The Importance of Pressure and Temperature Compensation of Natural Gas Meters

Gas Meters

Introduction

Currently the volumetric measurement of natural gas, normally in cubic metres (m3), is fairly simple; in fact most common meters in the United Kingdom are still mechanical devices that accomplish this. It is when converting this volumetric figure to kWh that the effects of differing temperatures and pressures can be seen.

The standard calculation from m3 to kWh is as follows:

Consumption (kWh) = Volume (m3) x Correction Factor x Calorific Value / 3.6

If we assume that the ‘core’ volume is a constant quantity and that the calorific value is also a constant for this exercise; then it is the value of the correction factor that will affect the final consumption in kWh. We should look at how pressure and temperature can affect the correction factor and therefore consumption of natural gas in kWh.

Correction Factor

The correction factor is used to take into account changes in the volume of the gas based on temperature and pressure, which can vary slightly for different supplies. This makes sure all customers receive the same quantity of gas, regardless of location.

Most gas meters measure the volume of gas at existing line conditions of pressure and temperature. The reference volume, or the ‘normal cubic metre’, is often characterised by the abbreviation Nm3. By stating a unit of flow as Nm3, there are two parameters that are critical for the definition of the unit flow. They are the pressure and the temperature. The Nm3 indication means that the cubic metre is given under the conditions of a temperature of 15°C and an absolute pressure of 1.01325bar, i.e. under the normal atmospheric pressure at sea level.

Gas Meter Correction Factor Calculations

Equation 2

Therefore to see the effects of pressure and temperature change, the above calculation is carried out for the recorded minimums and maximums of both pressure and temperature.

Recorded Data (Temperature)(ºC)(ºK)Symbol
Maximum Recorded Temperature 16.1 289.1 Tmax
Minimum Recorded Temperature 14.2 287.2 Tmin

Equation 3

Table 1 – Variations in Energy Content With Changes in Pressure

DataChanges in Pressure/Temperature - Paisley - 2017
Temperature (°C) 15.00 15.00 15.00 15.00 15.00 15.00 15.00 15.00 15.00 15.00
Temperature (°K) 288.00 288.00 288.00 288.00 288.00 288.00 288.00 288.00 288.00 288.00
GCV (MJ/m3 39.60 39.60 39.60 39.60 39.60 39.60 39.60 39.60 39.60 39.60
Pressure (mbar) 993.25 998.25 1003.25 1008.25 1013.25 1018.25 1023.25 1028.25 1033.25 1038.25
Energy Content: 10.78 10.84 10.89 10.95 11.00 11.05 11.11 11.16 11.22 11.27

Table 2 – Variations in Energy Content With Changes in Temperature

DataChanges in Temperature (ºC) / Energy Content (kWh)
Temperature (°C) 10.00 11.00 12.00 13.00 14.00 15.00 16.00 17.00 18.00 19.00
Temperature (°K) 283.00 284.00 285.00 286.00 287.00 288.00 289.00 290.00 291.00 292.00
GCV (MJ/m3) 39.60 39.60 39.60 39.60 39.60 39.60 39.60 39.60 39.60 39.60
Pressure (mbar) 1013.25 1013.25 1013.25 1013.25 1013.25 1013.25 1013.25 1013.25 1013.25 1013.25
Energy Content: 11.19 11.15 11.12 11.08 11.04 11.00 10.96 10.92 10.89 10.85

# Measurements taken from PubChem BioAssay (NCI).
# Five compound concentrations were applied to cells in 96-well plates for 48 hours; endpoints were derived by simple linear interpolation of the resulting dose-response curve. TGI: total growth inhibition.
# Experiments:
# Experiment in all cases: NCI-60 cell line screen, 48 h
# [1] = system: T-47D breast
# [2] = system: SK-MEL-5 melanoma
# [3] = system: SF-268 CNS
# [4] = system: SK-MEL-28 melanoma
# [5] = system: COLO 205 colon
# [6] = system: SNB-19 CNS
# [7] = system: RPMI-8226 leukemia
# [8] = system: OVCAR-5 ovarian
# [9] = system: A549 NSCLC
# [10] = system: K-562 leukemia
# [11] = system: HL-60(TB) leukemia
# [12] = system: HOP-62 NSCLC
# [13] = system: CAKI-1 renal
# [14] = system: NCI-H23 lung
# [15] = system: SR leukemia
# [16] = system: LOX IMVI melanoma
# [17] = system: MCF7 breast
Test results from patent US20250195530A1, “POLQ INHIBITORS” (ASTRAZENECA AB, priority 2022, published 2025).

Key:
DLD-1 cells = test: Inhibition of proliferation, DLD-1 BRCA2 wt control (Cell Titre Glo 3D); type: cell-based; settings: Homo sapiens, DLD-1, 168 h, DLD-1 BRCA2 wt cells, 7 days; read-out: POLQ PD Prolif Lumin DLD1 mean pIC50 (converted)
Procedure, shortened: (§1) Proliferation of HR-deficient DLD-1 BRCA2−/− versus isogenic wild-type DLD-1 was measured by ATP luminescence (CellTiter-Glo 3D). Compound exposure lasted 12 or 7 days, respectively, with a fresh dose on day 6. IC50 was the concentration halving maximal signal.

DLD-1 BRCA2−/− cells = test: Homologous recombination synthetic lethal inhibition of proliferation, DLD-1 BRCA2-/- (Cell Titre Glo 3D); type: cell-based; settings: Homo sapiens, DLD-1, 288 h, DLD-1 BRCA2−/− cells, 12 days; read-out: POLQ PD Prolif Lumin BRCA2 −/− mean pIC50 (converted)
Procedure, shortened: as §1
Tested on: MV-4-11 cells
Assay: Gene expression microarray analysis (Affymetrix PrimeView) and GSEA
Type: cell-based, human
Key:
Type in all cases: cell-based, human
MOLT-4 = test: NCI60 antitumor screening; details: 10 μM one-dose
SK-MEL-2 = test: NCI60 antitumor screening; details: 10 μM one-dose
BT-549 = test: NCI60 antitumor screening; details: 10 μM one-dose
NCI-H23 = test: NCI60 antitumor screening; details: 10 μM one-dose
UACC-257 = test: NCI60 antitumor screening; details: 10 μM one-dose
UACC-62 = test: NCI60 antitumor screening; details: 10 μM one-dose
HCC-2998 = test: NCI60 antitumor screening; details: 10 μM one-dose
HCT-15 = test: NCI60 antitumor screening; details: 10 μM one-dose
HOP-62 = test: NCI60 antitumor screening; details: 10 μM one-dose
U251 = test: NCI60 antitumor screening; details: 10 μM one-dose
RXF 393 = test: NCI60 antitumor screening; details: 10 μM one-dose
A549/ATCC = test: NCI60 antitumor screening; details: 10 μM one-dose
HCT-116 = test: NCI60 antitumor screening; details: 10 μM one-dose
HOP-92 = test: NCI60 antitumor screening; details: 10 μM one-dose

So we can see from this data that, as the pressure increases so does the energy content; conversely as the temperature increases the energy content decreases.When we combine the changes in both temperature and pressure we can see the true effect these can have on the energy content of natural gas.By looking at two specific locations in the UK we can see what these effects would have on the energy content and subsequently on the cost of natural gas in those locations.

Table 3 – Variations in Energy Content With Changes in Pressure and Temperature – Paisley – 2017

DataChanges in Pressure/Temperature - Paisley - 2017
Month Jan Feb Mar Apr May Jun Jul Aug Sep Oct Nov Dec
Average Temperature (°C) 5.00 5.00 8.00 8.00 13.00 14.00 15.00 15.00 12.00 11.00 6.00 6.00
Average Temperature (°K) 278.00 278.00 281.00 281.00 286.00 287.00 288.00 288.00 285.00 284.00 279.00 279.00
Average GCV (MJ/m3) 39.60 39.60 39.60 39.60 39.60 39.60 39.60 39.60 39.60 39.60 39.60 39.60
Average Pressure (mbar) 1019.3 1009.3 1010.4 1020.9 1015.8 1009.5 1011.1 1012.1 1009.3 1011.1 1012.3 1020.5
Energy Content (kWh) 11.46 11.35 11.24 11.36 11.10 11.00 10.98 10.99 11.07 11.13 11.34 11.44

Table 4 – Variations in energy content with changes in pressure and temperature – Heathrow – 2017

DataChanges in Pressure/Temperature - Heathrow - 2017
Month Jan Feb Mar Apr May Jun Jul Aug Sep Oct Nov Dec
Average Temperature (°C) 5.00 7.00 10.00 11.00 16.00 19.00 20.00 20.00 16.00 15.00 9.00 7.00
Average Temperature (°K) 278.00 280.00 283.00 284.00 289.00 292.00 293.00 293.00 289.00 288.00 282.00 280.00
Average GCV (MJ/m3) 39.60 39.60 39.60 39.60 39.60 39.60 39.60 39.60 39.60 39.60 39.60 39.60
Average Pressure (mbar) 1023.2 1013.7 1014.9 1022.6 1016.5 1013.4 1014.0 1016.3 1013.3 1018.3 1016.5 1013
Energy Content (kWh) 11.51 11.32 11.21 11.26 11.00 10.85 10.82 10.84 10.96 11.05 11.27 11.31

The graphs show the differences in energy content based on location and the cost implications if each location used the same volumetric quantity of gas but no pressure and temperature compensation (correction factor) was applied.

Graph 1 – Variations in Energy Content for 1m3 of Natural Gas – Paisley / Heathrow

Graph 1

Graph 2 – Variations in Energy Cost for 100,000 m3 of Natural Gas – Paisley / Heathrow

Graph 2

The total gas cost in Paisley would be £194,976.97 for the year; whilst the total gas cost in Heathrow would be £193,443.56, a difference of £1,533.41 for the year.

Thus we can see why it is important that gas meters are pressure and temperature compensated, to avoid overpayment/underpayment for gas and to ensure a level playing field for all consumers.

Note: Pressure and temperature data supplied by the Metrological Office.


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